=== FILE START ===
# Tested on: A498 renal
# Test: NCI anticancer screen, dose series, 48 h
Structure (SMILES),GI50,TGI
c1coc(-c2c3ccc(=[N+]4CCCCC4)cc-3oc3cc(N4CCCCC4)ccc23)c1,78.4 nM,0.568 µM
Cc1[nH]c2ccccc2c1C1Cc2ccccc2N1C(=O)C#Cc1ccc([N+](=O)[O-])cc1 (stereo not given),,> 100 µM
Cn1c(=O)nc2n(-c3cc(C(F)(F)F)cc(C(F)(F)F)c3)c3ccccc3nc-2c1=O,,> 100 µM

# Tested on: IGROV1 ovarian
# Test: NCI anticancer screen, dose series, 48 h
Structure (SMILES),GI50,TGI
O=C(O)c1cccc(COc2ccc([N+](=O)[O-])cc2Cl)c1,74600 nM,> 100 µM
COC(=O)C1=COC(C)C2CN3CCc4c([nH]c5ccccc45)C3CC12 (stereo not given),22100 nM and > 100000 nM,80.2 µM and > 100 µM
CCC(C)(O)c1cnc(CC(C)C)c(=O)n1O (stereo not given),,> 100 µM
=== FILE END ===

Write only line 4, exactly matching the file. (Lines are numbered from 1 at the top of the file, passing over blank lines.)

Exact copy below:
c1coc(-c2c3ccc(=[N+]4CCCCC4)cc-3oc3cc(N4CCCCC4)ccc23)c1,78.4 nM,0.568 µM